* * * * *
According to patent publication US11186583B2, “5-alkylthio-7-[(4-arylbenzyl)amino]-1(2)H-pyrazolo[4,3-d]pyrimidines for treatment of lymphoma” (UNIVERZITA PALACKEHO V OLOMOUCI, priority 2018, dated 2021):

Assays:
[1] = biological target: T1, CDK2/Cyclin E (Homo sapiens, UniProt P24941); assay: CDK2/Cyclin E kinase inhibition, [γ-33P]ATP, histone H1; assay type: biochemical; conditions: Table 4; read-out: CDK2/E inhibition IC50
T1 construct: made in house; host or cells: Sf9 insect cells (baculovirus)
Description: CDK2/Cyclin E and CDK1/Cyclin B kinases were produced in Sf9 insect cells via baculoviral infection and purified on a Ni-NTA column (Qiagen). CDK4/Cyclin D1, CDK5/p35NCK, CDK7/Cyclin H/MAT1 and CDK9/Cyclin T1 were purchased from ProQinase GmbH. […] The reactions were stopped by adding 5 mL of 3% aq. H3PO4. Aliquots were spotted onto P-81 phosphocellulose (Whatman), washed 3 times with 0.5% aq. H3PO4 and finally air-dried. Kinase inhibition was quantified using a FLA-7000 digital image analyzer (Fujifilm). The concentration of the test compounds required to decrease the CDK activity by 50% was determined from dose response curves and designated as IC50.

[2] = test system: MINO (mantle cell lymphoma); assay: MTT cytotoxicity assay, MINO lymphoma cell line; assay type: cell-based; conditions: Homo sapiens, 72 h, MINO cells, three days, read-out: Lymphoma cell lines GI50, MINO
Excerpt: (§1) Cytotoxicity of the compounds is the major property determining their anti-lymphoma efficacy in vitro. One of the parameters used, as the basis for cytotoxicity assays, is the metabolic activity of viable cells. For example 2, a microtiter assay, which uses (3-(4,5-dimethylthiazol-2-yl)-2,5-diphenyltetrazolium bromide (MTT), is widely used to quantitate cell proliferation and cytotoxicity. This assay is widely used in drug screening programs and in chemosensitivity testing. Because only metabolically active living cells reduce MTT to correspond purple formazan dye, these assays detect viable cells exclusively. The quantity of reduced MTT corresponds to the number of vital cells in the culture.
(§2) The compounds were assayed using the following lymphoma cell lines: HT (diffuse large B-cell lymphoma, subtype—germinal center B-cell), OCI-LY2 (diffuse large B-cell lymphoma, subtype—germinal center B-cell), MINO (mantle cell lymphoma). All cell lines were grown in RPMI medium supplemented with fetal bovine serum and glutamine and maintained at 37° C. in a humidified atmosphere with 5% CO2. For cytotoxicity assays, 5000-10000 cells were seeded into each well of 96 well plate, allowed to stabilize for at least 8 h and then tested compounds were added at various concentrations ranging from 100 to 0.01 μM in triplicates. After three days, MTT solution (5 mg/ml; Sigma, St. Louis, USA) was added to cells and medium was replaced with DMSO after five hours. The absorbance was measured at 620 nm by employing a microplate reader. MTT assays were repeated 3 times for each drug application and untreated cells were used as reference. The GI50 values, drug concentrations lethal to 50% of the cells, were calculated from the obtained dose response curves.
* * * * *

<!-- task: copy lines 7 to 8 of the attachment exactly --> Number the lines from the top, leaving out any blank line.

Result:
Excerpt: (§1) Cytotoxicity of the compounds is the major property determining their anti-lymphoma efficacy in vitro. One of the parameters used, as the basis for cytotoxicity assays, is the metabolic activity of viable cells. For example 2, a microtiter assay, which uses (3-(4,5-dimethylthiazol-2-yl)-2,5-diphenyltetrazolium bromide (MTT), is widely used to quantitate cell proliferation and cytotoxicity. This assay is widely used in drug screening programs and in chemosensitivity testing. Because only metabolically active living cells reduce MTT to correspond purple formazan dye, these assays detect viable cells exclusively. The quantity of reduced MTT corresponds to the number of vital cells in the culture.
(§2) The compounds were assayed using the following lymphoma cell lines: HT (diffuse large B-cell lymphoma, subtype—germinal center B-cell), OCI-LY2 (diffuse large B-cell lymphoma, subtype—germinal center B-cell), MINO (mantle cell lymphoma). All cell lines were grown in RPMI medium supplemented with fetal bovine serum and glutamine and maintained at 37° C. in a humidified atmosphere with 5% CO2. For cytotoxicity assays, 5000-10000 cells were seeded into each well of 96 well plate, allowed to stabilize for at least 8 h and then tested compounds were added at various concentrations ranging from 100 to 0.01 μM in triplicates. After three days, MTT solution (5 mg/ml; Sigma, St. Louis, USA) was added to cells and medium was replaced with DMSO after five hours. The absorbance was measured at 620 nm by employing a microplate reader. MTT assays were repeated 3 times for each drug application and untreated cells were used as reference. The GI50 values, drug concentrations lethal to 50% of the cells, were calculated from the obtained dose response curves.